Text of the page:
First and foremost, this process involves HARMFUL, CORROSIVE CHEMICALS WHICH CAN KILL YOU if used improperly. Adequate safety protection to prevent skin contact is necessary, and I do not take any responsibility for any personal or property damage incurred by the processes detailed in this tutorial. Safety goggles, vinyl full coverage gloves, full coverage clothing, and a fully protected work surface with a plastic barrier is necessary. DO NOT ATTEMPT the process outlined in this tutorial with any less than these minimum safety materials.
Given the number of inquiries about the subject, I'd like to share a brief tutorial to achieve acid etched patterns on lightsabers. I have recently incorporated this technique into both the internal and external surfaces of some of my sabers, and have found it to be a unique way to enliven a saber design. I encourage safety-minded individuals and sabersmiths to try this technique for themselves. I'd enjoy seeing what others can produce! Of course, there are many other methods and chemical solutions which can be used to achieve an etched surface, but the process below is simply what I use as my personal preference for my particular detailed applications.
"Horus" GLOSSARY:"Acid Etching" :
For this tutorial, I will use the term "Acid etching" to summarize the process where an acid is used to literally dissolve metal, in this case the aluminum on our lightsabers. The term can imply many different processes in the art-, jewelry- or metal-working worlds, but for our purposes this condensed summary is sufficient."Masking" :
The process of covering a particular saber part with clear packing tape. The mask resists the acid so that the aluminum underneath it is unharmed by the acid. Masking is essential to protect all areas where you DO NOT want the acid to touch. A good example is the threads on MHS parts. "Acid Resist" :
Acid Resist encompasses a couple differing methods of masking, but essentially the goal is always the same, to block the acid from affecting masked areas. PNP Blue is a material onto which you can print a pattern and then transfer onto your part via an iron or oven. 500 Degree Resistant Sharpies can be used to draw a pattern directly onto a saber body surface, but I prefer "Masking" as my technique because it ensures a perfectly straight edged border every time without the need for touching up with paint, with other Acid Resist techniques often do. Still, these techniques do have advantages in certain applications (for example, repeatable or symmetrical patterns like on a run of Satele Shan sabers...). "Hand Scribing" :
After masking a part, "Hand Scribing" is the process of cutting out and then removing areas of packing tape where you DO want the acid to eat into the metal surface underneath it. This process produces, in reverse, the eventual acid etched design or pattern.MATERIALS:
While there are several chemical mixtures which can be used for acid etching, my tutorial will focus on readily available ferric chloride.
1) Safety Goggles
2) Vinyl gloves (must be a material completely impervious to ferric chloride)
3) Full coverage clothing
4) A work surface fully protected by plastic or vinyl sheeting (trash bags, etc).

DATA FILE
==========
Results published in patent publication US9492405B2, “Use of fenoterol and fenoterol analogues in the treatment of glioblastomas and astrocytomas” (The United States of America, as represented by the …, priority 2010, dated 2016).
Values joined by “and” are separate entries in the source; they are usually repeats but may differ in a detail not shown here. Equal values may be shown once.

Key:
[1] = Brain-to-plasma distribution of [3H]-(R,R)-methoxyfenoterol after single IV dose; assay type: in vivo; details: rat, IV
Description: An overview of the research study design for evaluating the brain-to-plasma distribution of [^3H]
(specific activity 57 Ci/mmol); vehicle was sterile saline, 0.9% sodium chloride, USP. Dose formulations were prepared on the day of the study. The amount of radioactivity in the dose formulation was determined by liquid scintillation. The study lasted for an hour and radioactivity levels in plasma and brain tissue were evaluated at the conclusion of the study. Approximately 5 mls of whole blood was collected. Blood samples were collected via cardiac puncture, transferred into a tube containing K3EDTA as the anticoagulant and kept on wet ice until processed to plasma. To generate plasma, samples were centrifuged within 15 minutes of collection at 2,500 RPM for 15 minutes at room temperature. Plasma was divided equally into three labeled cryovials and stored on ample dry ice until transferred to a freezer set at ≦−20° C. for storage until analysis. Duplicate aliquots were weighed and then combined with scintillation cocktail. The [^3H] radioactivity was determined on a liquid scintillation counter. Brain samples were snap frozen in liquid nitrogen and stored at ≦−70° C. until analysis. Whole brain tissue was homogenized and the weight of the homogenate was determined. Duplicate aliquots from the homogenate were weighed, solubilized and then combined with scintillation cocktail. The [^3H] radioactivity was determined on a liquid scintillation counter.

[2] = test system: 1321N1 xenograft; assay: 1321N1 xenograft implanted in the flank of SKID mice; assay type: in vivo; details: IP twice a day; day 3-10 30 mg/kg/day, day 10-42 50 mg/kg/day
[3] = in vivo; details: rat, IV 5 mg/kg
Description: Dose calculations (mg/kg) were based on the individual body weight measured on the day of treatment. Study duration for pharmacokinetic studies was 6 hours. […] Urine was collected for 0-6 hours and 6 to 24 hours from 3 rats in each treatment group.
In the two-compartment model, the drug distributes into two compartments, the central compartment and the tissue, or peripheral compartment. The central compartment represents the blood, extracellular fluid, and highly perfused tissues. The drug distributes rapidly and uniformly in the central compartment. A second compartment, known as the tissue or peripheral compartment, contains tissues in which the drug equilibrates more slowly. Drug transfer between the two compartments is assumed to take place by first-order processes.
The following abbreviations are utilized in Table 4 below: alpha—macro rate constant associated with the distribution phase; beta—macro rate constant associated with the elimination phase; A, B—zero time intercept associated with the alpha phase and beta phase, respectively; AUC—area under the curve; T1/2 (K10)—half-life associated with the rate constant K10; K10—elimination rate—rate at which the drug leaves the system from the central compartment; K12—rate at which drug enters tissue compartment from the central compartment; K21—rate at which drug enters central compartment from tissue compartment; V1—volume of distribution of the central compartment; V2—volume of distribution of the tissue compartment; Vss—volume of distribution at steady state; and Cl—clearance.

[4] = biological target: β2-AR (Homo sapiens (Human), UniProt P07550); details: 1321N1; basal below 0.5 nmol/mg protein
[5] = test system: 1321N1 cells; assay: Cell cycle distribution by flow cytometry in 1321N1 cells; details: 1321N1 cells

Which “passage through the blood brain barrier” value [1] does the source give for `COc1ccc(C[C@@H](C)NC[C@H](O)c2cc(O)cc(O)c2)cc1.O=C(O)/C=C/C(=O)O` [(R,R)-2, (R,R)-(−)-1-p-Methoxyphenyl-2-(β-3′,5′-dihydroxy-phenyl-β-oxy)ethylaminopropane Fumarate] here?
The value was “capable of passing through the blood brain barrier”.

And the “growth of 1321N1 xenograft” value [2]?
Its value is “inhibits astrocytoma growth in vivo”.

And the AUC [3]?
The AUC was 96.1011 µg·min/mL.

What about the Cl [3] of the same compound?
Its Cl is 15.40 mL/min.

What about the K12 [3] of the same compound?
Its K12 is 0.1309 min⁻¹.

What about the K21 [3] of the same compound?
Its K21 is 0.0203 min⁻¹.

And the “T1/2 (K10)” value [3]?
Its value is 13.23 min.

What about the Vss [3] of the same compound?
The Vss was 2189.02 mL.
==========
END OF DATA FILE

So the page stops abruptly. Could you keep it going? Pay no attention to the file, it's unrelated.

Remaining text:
5) A large plastic tray (tupperware works great) which is large enough to cover at least half of the part in acid.
6) A large plastic bucket of cool tap water, large enough to completely immerse the part after being etched.
7) Sandpaper with grits from 320, 400, 600, 800, 1000 (go up to 2,000 grit and highly polish if you plan to seal the acid etched pattern using a translucent powder coat afterwards)
8 ) #0000 Extra Fine Steel Wool
9) Mineral Spirits or Acetone and a microfiber cloth to clean the part before etching
10) Super fine Sharpie pen
11) X-Acto knife
12) Ferric Chloride ("PCB Etchant", can be found in electronics stores like Radio Shack for ~$10.00) http://www.radioshack.com/product/index.jsp?productId=2102868
13) A well ventilated work area with no heat sources nearbyPREPARATION:
1) First, identify the part you want etched. To ensure a uniform depth of etch, first prep the part by sanding it with successive grades from 320 to 1000 grit to remove any surface scratches. #0000 extra fine steel wool, rubbed in a single direction, works well here also. After the part is etched, you'll want to minimize any sanding or polishing operations, so do all of that now.
2) Clean the part with warm water and dish detergent to remove sandpaper grit and slurry. After drying with a microfiber cloth, wipe the part with acetone to completely remove all oils.
3) Immediately after cleaning/drying the part, apply a single layer of clear packing tape. Buy the widest tape you can find, or otherwise plan out the orientation so as to minimize the seam lines on your part (the more seams, the more risk of acid seeping into unwanted areas). Your goal is to make the entire part watertight and airtight.
4) The primary tip to consider when applying the tape is to start in one spot and smooth it down, then slowly work around the part while rotating it, smoothing out any air bubbles as you go along. Air bubbles are your enemy!
5) Using a fine tip Sharpie, draw your pattern onto the masking tape. If you change your mind, rub off the Sharpie and try again until you have a pattern you're happy with. I like this step because it allows you to see the pattern on your saber itself, before you etch it, which helps visualize the final product in your hands as you go.